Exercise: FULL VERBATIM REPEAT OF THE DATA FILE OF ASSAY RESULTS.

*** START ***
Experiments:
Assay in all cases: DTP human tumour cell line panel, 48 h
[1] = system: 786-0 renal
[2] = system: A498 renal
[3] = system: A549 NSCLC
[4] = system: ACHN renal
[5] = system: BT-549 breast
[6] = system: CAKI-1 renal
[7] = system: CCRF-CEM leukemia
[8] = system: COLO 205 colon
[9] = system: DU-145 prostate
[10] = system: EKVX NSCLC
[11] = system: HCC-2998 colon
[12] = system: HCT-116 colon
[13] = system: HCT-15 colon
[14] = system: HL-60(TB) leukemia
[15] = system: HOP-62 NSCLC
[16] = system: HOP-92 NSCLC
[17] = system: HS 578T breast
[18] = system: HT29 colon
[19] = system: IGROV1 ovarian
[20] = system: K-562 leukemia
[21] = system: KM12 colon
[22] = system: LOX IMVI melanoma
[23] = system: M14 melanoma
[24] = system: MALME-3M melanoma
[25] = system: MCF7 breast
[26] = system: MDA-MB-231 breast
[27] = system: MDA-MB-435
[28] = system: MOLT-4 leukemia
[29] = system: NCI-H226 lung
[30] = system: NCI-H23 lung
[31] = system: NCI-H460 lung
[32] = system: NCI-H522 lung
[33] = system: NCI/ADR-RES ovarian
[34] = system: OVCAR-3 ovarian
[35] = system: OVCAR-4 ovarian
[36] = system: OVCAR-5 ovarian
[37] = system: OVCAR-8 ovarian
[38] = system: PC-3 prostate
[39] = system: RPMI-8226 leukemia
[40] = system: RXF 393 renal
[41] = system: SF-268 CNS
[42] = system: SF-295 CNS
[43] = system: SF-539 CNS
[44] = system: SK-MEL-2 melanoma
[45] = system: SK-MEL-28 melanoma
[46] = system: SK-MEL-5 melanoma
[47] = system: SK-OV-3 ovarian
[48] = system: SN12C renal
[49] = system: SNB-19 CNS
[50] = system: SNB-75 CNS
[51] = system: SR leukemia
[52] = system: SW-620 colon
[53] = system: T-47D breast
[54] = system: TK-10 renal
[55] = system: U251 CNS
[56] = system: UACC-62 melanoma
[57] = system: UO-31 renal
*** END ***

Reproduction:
Experiments:
Assay in all cases: DTP human tumour cell line panel, 48 h
[1] = system: 786-0 renal
[2] = system: A498 renal
[3] = system: A549 NSCLC
[4] = system: ACHN renal
[5] = system: BT-549 breast
[6] = system: CAKI-1 renal
[7] = system: CCRF-CEM leukemia
[8] = system: COLO 205 colon
[9] = system: DU-145 prostate
[10] = system: EKVX NSCLC
[11] = system: HCC-2998 colon
[12] = system: HCT-116 colon
[13] = system: HCT-15 colon
[14] = system: HL-60(TB) leukemia
[15] = system: HOP-62 NSCLC
[16] = system: HOP-92 NSCLC
[17] = system: HS 578T breast
[18] = system: HT29 colon
[19] = system: IGROV1 ovarian
[20] = system: K-562 leukemia
[21] = system: KM12 colon
[22] = system: LOX IMVI melanoma
[23] = system: M14 melanoma
[24] = system: MALME-3M melanoma
[25] = system: MCF7 breast
[26] = system: MDA-MB-231 breast
[27] = system: MDA-MB-435
[28] = system: MOLT-4 leukemia
[29] = system: NCI-H226 lung
[30] = system: NCI-H23 lung
[31] = system: NCI-H460 lung
[32] = system: NCI-H522 lung
[33] = system: NCI/ADR-RES ovarian
[34] = system: OVCAR-3 ovarian
[35] = system: OVCAR-4 ovarian
[36] = system: OVCAR-5 ovarian
[37] = system: OVCAR-8 ovarian
[38] = system: PC-3 prostate
[39] = system: RPMI-8226 leukemia
[40] = system: RXF 393 renal
[41] = system: SF-268 CNS
[42] = system: SF-295 CNS
[43] = system: SF-539 CNS
[44] = system: SK-MEL-2 melanoma
[45] = system: SK-MEL-28 melanoma
[46] = system: SK-MEL-5 melanoma
[47] = system: SK-OV-3 ovarian
[48] = system: SN12C renal
[49] = system: SNB-19 CNS
[50] = system: SNB-75 CNS
[51] = system: SR leukemia
[52] = system: SW-620 colon
[53] = system: T-47D breast
[54] = system: TK-10 renal
[55] = system: U251 CNS
[56] = system: UACC-62 melanoma
[57] = system: UO-31 renal